Anger Metastasizes Into Contempt, Rage Into Disgust


Anger can be righteous, when we are wronged,  when somebody we care about is wronged, or when we see injustice carried out. 

Anger is a high-energy state.  It tends to either dissipate or harden,  metastasize,  into a lower energy state … like contempt. 

Anger is an emotion of engagement. An angry person will push, even fight for change. Angry people are still in dialogue, still in relationship. 

When that hardens to contempt,  all that goes away.  People are written off as incorrigible,  as useless,  as bad people,  as worthless,  as less than, as unclean, as other

As Richard Beck noted in his book Unclean, contempt is the emotion of separation,  of dehumanization, the emotion that chokes empathy and hospitality, and justifies all manner of abuses and cruelties. 

So fight for your anger.  Hold onto our until you are ready to let go and forgive.  Don’t let it turn into something vile and cancerous, something that takes settles into your heart until it feels like it belongs there. 

But forgive quickly, and give yourself some distance  to heal, because there’s another emotion that can take hold, a high energy state even more destructive than contempt: 

Hate.

And we can’t let that one in. It’s the worst devil of them all. 

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The Kingdom of God Is Like a Pirate?


Richard Beck,  Professor of Experimental Psychology at Abilene Christian University​, has one off the most interesting and insightful blogs out there,  Experimental Theology 

And last week he had one of his most head-shakingly brilliant series yet: Jesus and the Jolly Roger. As you can tell by the intro video, it was inspired by Kestin Brewer’s book  Mutiny: why we love pirates and how they can save us.

Brewer’s main thesis is that piracy arises when the common goods have been taken over by the wealthy and powerful. 

17th & 18th century sailors were basically slaves, having often been pressganged into service, and treated horribly,  and used up until they died. Remember the great traditions of the British Navy, “rum, sodomy, and the lash.

Turning pirate was a way to escape and fight back against a violent,  exploitative, and utterly wicked empire  (several of them, actually).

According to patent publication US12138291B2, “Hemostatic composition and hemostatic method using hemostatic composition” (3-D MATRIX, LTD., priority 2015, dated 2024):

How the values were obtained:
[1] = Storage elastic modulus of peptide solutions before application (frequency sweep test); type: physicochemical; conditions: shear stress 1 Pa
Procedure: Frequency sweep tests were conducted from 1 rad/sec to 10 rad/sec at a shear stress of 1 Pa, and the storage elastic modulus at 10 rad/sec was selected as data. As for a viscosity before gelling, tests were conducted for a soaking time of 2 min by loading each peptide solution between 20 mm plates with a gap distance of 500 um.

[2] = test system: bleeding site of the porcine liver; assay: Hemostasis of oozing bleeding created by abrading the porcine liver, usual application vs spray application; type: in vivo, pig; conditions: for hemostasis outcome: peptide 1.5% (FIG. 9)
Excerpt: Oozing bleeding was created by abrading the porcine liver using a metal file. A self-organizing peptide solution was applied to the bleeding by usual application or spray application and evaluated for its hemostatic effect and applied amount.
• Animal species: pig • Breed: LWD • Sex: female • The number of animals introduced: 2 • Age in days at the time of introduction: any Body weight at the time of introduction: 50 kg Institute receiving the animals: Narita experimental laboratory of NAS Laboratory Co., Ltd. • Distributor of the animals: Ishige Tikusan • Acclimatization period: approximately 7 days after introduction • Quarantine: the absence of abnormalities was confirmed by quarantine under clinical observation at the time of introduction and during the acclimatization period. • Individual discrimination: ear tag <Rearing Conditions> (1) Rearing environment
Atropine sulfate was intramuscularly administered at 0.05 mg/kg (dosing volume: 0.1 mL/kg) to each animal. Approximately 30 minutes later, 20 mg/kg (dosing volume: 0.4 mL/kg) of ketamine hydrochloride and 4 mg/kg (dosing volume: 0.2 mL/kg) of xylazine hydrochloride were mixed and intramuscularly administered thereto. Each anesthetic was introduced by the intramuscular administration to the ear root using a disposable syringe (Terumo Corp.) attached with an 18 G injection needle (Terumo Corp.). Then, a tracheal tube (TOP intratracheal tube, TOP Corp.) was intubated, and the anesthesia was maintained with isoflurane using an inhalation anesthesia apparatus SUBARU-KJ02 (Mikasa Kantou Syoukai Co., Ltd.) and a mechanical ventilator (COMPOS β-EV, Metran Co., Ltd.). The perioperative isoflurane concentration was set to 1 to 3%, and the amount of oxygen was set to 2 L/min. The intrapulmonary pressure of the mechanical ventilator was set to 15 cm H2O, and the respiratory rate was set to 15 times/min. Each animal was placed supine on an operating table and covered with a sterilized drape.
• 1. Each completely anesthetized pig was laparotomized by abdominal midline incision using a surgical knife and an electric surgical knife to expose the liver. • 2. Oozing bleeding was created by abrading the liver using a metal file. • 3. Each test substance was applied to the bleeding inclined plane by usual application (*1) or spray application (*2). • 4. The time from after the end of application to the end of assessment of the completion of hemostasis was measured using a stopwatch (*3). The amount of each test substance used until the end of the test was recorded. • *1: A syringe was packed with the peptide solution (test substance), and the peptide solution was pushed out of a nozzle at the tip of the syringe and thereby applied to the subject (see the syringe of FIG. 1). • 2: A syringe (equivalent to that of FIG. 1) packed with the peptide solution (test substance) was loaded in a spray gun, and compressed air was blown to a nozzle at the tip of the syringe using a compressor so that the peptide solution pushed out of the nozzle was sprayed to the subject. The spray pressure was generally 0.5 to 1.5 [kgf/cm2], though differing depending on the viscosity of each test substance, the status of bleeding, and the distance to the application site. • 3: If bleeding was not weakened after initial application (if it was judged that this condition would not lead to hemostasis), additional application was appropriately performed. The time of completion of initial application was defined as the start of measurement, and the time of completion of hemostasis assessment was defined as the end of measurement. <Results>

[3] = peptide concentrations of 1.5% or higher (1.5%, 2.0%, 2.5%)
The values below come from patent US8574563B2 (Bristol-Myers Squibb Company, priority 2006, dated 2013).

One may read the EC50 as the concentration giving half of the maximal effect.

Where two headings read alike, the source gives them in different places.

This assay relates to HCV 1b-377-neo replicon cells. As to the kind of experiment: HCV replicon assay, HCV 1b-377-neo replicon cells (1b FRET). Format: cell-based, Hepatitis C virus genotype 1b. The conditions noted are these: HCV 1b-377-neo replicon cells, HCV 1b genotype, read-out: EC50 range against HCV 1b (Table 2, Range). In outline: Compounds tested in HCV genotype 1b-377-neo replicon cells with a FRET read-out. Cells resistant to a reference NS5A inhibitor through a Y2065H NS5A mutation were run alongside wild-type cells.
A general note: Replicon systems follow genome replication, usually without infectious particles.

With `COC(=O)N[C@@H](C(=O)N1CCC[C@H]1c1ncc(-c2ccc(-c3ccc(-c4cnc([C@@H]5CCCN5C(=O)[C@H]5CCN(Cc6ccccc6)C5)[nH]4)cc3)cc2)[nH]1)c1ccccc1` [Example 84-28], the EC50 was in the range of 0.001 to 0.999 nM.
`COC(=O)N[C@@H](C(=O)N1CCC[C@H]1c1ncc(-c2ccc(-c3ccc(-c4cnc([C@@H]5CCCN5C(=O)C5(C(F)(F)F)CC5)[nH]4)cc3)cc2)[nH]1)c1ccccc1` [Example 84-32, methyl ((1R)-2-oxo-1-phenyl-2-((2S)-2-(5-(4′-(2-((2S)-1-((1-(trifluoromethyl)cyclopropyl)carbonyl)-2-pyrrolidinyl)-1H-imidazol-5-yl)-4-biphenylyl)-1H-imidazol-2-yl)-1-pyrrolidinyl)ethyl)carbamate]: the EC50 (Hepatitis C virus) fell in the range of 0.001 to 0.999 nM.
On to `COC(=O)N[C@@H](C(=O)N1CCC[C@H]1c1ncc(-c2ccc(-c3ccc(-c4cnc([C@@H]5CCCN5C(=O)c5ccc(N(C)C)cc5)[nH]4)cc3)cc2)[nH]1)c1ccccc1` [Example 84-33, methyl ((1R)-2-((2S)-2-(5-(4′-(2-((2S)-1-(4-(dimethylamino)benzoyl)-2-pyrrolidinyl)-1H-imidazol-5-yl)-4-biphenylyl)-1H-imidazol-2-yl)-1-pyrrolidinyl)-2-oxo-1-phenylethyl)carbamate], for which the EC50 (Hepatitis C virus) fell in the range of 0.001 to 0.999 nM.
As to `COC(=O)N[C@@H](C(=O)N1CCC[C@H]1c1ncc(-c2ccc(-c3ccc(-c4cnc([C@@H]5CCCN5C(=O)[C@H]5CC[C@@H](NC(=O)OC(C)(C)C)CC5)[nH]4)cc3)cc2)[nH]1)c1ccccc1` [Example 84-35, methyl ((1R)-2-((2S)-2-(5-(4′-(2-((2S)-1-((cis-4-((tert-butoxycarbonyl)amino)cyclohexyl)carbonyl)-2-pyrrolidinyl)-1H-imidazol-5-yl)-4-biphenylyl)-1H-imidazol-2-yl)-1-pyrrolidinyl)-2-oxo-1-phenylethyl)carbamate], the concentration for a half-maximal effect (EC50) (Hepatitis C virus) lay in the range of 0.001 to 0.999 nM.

For that matter, popular music and media used to be more free, with 28 year copyrights, not life of the author plus 70. People used to play their own music, they just owned the culture a bit more.

But the big entertainment companies got the laws changed, and now basically nothing will ever become public domain again. 

So the pirates set sail again, less violently, against a much lesser evil. 

Dr. Beck extends the metaphor into the spiritual domain.  In Jesus’s time,  the religious elites in the temple (in Greco-Roman and, more applicably, Jewish life) systems had become gatekeepers of religion, faith, and salvation … gatekeepers of God. 

Jesus bypassed the gatekeepers of empire and temple to bring good news to the outcasts,  the lower classes, the excluded.

Early Christianity was a religion of women, slaves, and the lower classes. 

Dr. Beck gives a much more in depth analysis. You should check it out. 

Imposters of God – An Introduction

1932 U.S. Gold Coin, showing an eagle

So first off, why am I doing a blog series on a thin little book from the mid-sixties, written by a man I’d never heard of before this month?

Well, William Stringfellow comes highly recommended. Archbishop of Canterbury Rowan Williams called Stringfellow “Probably the most creative and disturbing Anglican theologian” of the 20th century … a century that includes C.S. Lewis.  That got my attention. Who is this guy, and why haven’t I heard of him before?

It turns out Stringfellow was a lay theologian, a lawyer by trade. He lived in New York and spent a lot of time practicing law for the benefit of the poor and otherwise unrepresented. He “walked the walk,” as it’s said. So this “most creative and disturbing theologian” wasn’t even seminary-trained? Now you really have my attention.

But where do I start? Dr. Richard Beck (of Abilene Christian University’s Psychology department and the Experimental Theology blog) called Imposters of God the best single-volume survey of William Stringfellow’s theology.  And it’s about modern-day Western idolatry, one of my favorite topics (if by “favorite topics” you mean infuriating things I’m slightly obsessed with).

So obviously I wanted to see what the fuss was about. Imposters of God is only 66 pages long in its current printing. But if the first chapter is any indication, it has more real meat than most 400-page tomes.

In his foreword, Stringfellow gets to the heart of the matter: the jarring disconnect between sanctuary and society, especially in a nominally Christian society.

Six days a week, Christians seem identical to everyone else. One day a week, we enter into various worship ceremonies ranging from the ornate to the causal to the concert-ish.

What does this mean? Is our worship more than a sentimental or superstitious practice?

Is it more than a social club or opportunity to network?

Is it more than a prerequisite for respectability in the Bible Belt?

Why is the most religious of the industrialized nations also the most violent, most calculating, most ambitious, most status-seeking?

Stringfellow proposes an answer: we have been led astray into idolatry. And idolatry is, at its heart, the worship of death.

We’ll explore what this means over the next few weeks. I believe that as Stringfellow pulls back the curtain on our treasured Western Christian American culture, we’re all going to bleed a little.

But that’s a good thing. Sometimes the only way to heal is to cut out the infection. And sometimes the only way to serve God is to tear down your father’s idols, as Gideon learned.

Next time, Chapter 1: The Mystery of Idolatry.